Quotes

The daily grind and how to exit it

I spend most of yesterday having cups of tea and meals with different people, talking about the desire to break free of the humdrum patterns of life and the hypnotic compulsion of ‘to-do’ lists. How to unwind the daily grind - what the French concisely call “le train-train”.

on shedding straight-jacket and magnetic fields

Words have loyalties
to so much
we don’t control.
Each word we write
rights itself
according to poles
we can’t see; think of
magnetic compulsion
or an equal stringency.
It’s hard for us
to imagine how small

Sleekening the hull at 9,000ft above sea level

The first fear
being drowning, the
ship’s first shape
was a raft, which
was hard to unflatten
after that didn’t
happen. It’s awkward
to have to do one’s
planning in extremis
in the early years —
so hard to hide later:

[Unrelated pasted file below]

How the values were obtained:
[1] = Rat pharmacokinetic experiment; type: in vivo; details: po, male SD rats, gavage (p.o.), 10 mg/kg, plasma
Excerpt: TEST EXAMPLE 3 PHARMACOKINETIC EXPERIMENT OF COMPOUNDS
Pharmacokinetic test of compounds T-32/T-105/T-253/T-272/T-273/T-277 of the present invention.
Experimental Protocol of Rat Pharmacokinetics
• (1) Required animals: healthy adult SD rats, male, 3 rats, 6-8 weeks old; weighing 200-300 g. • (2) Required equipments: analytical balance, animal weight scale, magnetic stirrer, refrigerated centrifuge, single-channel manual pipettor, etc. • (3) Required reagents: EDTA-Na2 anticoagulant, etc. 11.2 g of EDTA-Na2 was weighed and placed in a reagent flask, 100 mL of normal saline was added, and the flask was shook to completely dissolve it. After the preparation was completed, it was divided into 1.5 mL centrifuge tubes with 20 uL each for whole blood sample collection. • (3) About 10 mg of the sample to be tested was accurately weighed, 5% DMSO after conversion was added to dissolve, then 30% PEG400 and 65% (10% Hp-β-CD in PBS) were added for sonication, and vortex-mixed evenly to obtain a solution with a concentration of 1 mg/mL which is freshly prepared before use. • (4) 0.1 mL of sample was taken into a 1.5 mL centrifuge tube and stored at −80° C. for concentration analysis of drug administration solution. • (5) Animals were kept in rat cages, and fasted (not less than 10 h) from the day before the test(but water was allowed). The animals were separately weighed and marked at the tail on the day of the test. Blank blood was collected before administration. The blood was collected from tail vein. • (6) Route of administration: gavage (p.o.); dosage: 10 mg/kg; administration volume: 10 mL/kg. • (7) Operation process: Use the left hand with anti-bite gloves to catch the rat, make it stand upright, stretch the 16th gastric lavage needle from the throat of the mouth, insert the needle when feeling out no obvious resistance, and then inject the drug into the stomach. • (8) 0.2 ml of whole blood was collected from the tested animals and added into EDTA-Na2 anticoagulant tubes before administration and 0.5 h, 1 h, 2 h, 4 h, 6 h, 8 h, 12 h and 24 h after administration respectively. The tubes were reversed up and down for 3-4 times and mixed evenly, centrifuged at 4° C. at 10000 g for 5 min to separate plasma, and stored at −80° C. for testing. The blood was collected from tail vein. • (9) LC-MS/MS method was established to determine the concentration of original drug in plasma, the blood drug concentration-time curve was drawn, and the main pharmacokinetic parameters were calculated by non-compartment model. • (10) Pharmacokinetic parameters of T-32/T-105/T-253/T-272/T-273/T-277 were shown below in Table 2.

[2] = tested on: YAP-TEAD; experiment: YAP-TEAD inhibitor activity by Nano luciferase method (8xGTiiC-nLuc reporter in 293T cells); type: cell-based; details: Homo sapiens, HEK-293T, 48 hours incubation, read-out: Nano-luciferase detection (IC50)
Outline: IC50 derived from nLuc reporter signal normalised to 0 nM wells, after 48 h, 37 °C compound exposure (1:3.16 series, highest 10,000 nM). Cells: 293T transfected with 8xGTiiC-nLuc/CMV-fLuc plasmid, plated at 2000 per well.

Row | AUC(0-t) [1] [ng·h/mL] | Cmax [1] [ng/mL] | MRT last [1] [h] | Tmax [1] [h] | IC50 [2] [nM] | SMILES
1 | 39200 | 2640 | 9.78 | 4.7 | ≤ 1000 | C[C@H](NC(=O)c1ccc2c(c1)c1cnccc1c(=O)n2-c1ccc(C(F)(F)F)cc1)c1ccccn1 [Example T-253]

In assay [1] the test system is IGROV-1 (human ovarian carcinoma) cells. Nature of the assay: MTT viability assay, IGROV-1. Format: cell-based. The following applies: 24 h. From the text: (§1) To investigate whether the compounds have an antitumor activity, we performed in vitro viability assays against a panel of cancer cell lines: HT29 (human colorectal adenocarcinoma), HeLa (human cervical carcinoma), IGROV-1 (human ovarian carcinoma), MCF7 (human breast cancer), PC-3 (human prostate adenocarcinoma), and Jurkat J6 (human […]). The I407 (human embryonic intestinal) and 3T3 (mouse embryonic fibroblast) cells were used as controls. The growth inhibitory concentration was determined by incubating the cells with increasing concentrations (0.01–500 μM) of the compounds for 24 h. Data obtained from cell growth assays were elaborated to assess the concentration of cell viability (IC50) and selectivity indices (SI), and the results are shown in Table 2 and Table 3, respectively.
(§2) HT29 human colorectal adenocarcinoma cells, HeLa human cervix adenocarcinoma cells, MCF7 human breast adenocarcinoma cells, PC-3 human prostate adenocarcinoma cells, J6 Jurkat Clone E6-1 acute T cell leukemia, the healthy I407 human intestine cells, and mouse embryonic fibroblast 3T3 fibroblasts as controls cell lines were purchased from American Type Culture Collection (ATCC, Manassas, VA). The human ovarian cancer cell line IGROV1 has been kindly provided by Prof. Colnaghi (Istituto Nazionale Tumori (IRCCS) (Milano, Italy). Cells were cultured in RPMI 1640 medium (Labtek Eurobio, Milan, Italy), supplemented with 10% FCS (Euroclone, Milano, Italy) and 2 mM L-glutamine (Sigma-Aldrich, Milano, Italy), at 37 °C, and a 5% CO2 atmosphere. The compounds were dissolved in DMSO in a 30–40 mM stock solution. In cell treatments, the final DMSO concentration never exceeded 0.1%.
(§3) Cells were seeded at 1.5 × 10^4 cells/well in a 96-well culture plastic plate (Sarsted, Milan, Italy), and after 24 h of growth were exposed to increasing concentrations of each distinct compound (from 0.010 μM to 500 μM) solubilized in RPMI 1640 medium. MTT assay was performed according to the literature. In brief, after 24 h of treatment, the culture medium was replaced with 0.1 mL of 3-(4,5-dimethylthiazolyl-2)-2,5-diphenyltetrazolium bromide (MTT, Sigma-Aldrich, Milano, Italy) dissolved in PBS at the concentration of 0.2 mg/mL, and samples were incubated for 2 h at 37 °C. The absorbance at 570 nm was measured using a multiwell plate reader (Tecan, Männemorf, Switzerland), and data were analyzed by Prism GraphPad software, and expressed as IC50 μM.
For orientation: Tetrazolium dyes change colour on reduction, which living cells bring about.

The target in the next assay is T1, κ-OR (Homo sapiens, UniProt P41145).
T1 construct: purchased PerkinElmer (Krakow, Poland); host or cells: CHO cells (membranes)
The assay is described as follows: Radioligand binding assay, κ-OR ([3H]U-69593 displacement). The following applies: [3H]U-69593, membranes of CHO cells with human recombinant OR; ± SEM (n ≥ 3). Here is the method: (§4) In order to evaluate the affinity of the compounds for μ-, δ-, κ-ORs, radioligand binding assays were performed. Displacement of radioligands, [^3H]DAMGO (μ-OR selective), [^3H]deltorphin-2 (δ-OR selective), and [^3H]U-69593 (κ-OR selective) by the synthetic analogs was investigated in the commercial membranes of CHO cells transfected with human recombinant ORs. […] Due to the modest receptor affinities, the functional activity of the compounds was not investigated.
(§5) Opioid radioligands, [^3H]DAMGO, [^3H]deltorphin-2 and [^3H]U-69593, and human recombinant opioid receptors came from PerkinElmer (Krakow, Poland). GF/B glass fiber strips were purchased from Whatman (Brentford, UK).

stumbling down the mountain to ink again

Imagine a
train-track figure
made of sliver
over sliver of
between-car
vision, each
slice too brief
to add detail
or deepen: that
could be a hat
if it’s a person
if it’s a person
if it’s a person.

I have been reading Matthew Crawford’s brilliant book The World Beyond Your Head which has really inspired me.

Stepping out into the shared World

The simple musical score of moving around in a world.

It’s the first morning home and my feet are remarkably spry.

“The bad news is you’re falling through the air, nothing to hang on to, no parachute. The good news is there’s no ground.”

A response to Farias and Wikholm

A couple of participants have forwarded me articles connected to Miguel Farias and Catherine Wikholm’s book ‘Th

Sam Lee's Nightingale Walk

There was a madcap drive through country lanes, haunted by pale meadowsweet in the dusk light, trying to find the farm above Lewes indicated on the Brighton Festival map. And then we found it with a few minutes spare, parked the car in a field and stepped out into the warm May night.